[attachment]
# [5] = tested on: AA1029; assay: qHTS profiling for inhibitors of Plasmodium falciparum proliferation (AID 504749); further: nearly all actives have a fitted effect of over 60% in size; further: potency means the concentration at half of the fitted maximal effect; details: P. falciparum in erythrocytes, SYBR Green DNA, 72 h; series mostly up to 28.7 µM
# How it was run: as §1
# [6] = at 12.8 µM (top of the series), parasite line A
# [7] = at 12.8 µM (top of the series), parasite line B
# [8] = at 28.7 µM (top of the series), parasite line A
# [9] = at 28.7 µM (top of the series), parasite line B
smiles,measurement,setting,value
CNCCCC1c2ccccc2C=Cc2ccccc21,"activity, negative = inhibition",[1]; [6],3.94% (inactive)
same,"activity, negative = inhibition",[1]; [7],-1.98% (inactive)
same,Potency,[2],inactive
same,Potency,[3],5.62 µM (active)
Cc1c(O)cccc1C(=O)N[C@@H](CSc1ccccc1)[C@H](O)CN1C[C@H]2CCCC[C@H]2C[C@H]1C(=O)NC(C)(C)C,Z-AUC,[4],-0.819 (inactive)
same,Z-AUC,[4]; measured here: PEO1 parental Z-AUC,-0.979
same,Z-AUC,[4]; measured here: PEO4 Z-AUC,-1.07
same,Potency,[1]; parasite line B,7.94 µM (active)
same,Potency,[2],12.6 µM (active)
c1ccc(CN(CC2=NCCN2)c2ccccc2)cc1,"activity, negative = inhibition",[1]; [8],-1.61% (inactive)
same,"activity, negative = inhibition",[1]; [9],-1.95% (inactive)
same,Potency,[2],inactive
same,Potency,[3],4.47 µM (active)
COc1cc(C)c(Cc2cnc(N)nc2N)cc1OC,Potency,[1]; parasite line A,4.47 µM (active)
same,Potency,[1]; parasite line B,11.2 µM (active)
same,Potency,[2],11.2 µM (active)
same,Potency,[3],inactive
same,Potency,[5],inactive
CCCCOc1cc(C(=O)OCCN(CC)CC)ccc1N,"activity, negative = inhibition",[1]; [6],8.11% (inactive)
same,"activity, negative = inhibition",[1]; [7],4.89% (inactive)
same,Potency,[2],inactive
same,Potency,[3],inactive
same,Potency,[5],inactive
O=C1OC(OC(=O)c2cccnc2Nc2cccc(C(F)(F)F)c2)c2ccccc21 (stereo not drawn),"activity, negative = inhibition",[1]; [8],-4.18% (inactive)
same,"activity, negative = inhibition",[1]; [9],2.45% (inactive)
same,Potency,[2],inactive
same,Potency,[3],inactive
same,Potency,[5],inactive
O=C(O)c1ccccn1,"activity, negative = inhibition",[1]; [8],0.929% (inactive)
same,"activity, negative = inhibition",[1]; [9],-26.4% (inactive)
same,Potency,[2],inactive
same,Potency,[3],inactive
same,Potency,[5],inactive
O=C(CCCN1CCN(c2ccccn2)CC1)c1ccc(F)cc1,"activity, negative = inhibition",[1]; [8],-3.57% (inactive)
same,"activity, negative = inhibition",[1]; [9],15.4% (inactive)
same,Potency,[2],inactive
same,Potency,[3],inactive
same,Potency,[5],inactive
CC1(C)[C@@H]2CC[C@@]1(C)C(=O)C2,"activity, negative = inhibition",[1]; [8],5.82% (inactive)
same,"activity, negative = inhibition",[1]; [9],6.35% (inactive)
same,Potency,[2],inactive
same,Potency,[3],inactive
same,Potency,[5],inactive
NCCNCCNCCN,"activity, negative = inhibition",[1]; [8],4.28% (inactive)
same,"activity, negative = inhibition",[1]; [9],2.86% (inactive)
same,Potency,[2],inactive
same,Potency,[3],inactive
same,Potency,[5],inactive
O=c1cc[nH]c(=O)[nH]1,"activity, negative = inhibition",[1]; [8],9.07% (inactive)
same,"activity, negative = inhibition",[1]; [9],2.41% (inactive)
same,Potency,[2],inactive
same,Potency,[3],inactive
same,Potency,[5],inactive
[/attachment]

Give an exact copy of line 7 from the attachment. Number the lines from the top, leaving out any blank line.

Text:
smiles,measurement,setting,value